Ecosystem overviews

Icelandic Waters Ecoregion

Pressure: Selective extraction of species (including non-target species)

​​​​​​​​​​The bulk of the fisheries in the region, both pelagic and demersal, occurs at depths of less than 500m. There has been an overall reduction since 2005 in fishing effort for fisheries using trawl, longline, gillnet, seine and Danish seine, but an increase in the effort for pelagic trawl and jiggers (figure 4).

Egg collection and hunting of seabirds takes place mainly in the northwestern and southern parts of Iceland. These activities have decreased to very low levels compared to the period 1900–1940. The culling of seals, introduced in the early 1980s to reduce infestation of seal worm in demersal fish, ended for harbour seals Phoca vitulina in the 1990s and for grey seals Halichoerus grypus in the early 2000s. This resulted in a decline in the seal populations, with no increase in abundance in recent years. Commercial whaling started again in 2006 with an annual TAC of 154 fin whales and 229 minke whales. No fin whales have been caught since 2015, and annual catches of minke whales have varied from 25 to 81 an​​imals since 2006.

The majority of the fishery in the Icelandic Waters ecoregion is performed by Icelandic vessels, with only a small proportion of the catch taken by others through Iceland's bilateral agreements with neighbouring countries.

The gadoid stocks, along with several others, are assessed by analytical methods, whereas assessments of flatfish species are mainly based on survey indices and landings. For stocks with an analytical assessment and defined reference points, the exploitation rate (fishing mortality [F] and/or harvest rate [HR]) has declined in recent years and is ​now at FMSY or HRMSY (figure 5), and the spawning-stock biomass is in all cases above Btrigger (figure 10).

In general, the trends in HRproxy (catch/survey biomass) for gadoids and for 'other species' (redfish, tusk, ling, and wolffish Anarhichas lupus) show the same trend as in Figure 5, i.e. the HRproxy is currently at a low value (figure 6). For the flatfish species the HRproxy has fallen drastically from the period 1995 to 2000, mainly owing to the directed commercial fishery for dab and long rough dab Hippoglossoides platessoides having largely ceased.

The pelagic fish stocks are also assessed by analytical methods, except for capelin which is assessed and managed on the basis of acoustic measurements and escapement strategy. The fishing trends for the highly migratory stocks, mackerel, blue whiting Micromesistius poutassou, and Norwegian spring-spawning herring, are presented in the ecosystem overview for the Norwegian Sea ecoregion.

​A few species have been critically impacted by fishery in the ecoregion. One of these species is Atlantic halibut Hippoglossus hippoglossus. The biomass survey index for Atlantic halibut decreased between 1985 and 1995 and has since then remained at a low levels, with a small increase observed in 2015 and 2016. Additional management measures, a mandatory release of viable halibut and a landings ban, were introduced in 2012.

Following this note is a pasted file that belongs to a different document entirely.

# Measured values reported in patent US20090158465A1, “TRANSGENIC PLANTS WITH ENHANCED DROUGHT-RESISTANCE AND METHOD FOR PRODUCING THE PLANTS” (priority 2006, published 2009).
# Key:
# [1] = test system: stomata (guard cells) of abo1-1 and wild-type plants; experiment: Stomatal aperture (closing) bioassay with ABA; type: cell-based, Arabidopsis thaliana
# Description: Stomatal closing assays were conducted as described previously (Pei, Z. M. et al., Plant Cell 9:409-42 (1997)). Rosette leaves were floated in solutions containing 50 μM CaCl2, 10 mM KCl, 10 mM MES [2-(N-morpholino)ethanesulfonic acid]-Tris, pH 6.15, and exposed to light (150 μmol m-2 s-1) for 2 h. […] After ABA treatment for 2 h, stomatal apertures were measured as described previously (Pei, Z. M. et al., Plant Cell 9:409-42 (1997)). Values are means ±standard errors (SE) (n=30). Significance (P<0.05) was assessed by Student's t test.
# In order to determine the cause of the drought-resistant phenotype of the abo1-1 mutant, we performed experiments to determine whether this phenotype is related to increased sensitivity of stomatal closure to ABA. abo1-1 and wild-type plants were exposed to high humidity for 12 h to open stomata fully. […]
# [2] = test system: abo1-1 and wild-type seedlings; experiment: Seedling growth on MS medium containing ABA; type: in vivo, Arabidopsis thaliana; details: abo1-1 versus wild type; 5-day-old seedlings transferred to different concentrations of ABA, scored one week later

Impact on threatened and declining fish species

Several of the species listed on the OSPAR list of threatened and declining species are known bycatch species in the Icelandic fishery. However, landings are in general smal​l or incidental and little is known about​ the impact of fishery on these species.

Impact on seabirds and marine mammals

Bycatch of seabirds, small cetaceans, and seals is known to occur in bottom setnets, particularly in Breidafjordur (western Iceland) and in the north. Harbour porpoise Phocoena phocoena is the most commonly bycaught marine mammal, but seals are also caught, especially in the lumpsucker Cyclopterus lumpus fishery.

The main bycaught seabird species are northern fulmar Fulmarus glacialis , common murre Uria aalge, northern gannet Sula bassana , black guillemot ​Cepphus grille​, and common eider Somateria mollissima, all caught in bottom setnets. Bycatches in gillnets targeting cod have decreased, associated with a large decrease in effort. The annual estimate of bycatch of harbour porpoise has also decreased, from 7300 animals in 2003 to 900 in 2015. Data from the most recent (2007) aerial survey of Icelandic coastal waters show that the estimated incidental captures of harbour porpoise in 2015 comprise 0.53% of the estimated abundance.​

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Figure 4: Temporal trends in effort by gear 1992-2018, based on logbook entries.


Figure 5: Relative fishing mortality (F to FMSY or HR to HRMSY ratios) for cod, haddock, saithe, herring, ling, golden redfish (Sebastes norvegicus), tusk, and Atlantic wolffish. The dotted line denotes FMSY / HRMSY.

 Figure 6: Trends in HRproxy (catch/survey biomass) for plaice Pleuronectes platessa, lemon sole Microstomus kitt, witch, dab, cod, haddock, saithe, golden redfish, Atlantic wolffish, ling, and tusk. Please note that the average line (dashed) is standardized relative to its lowest value. 

 Figure 10: Relative spawning-stock biomass (SSB to Btrigger ratios) for cod, haddock, saithe, golden redfish, ling, tusk ​and herring. The dotted line denotes Btrigger.

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Icelandic Waters Ecoregion

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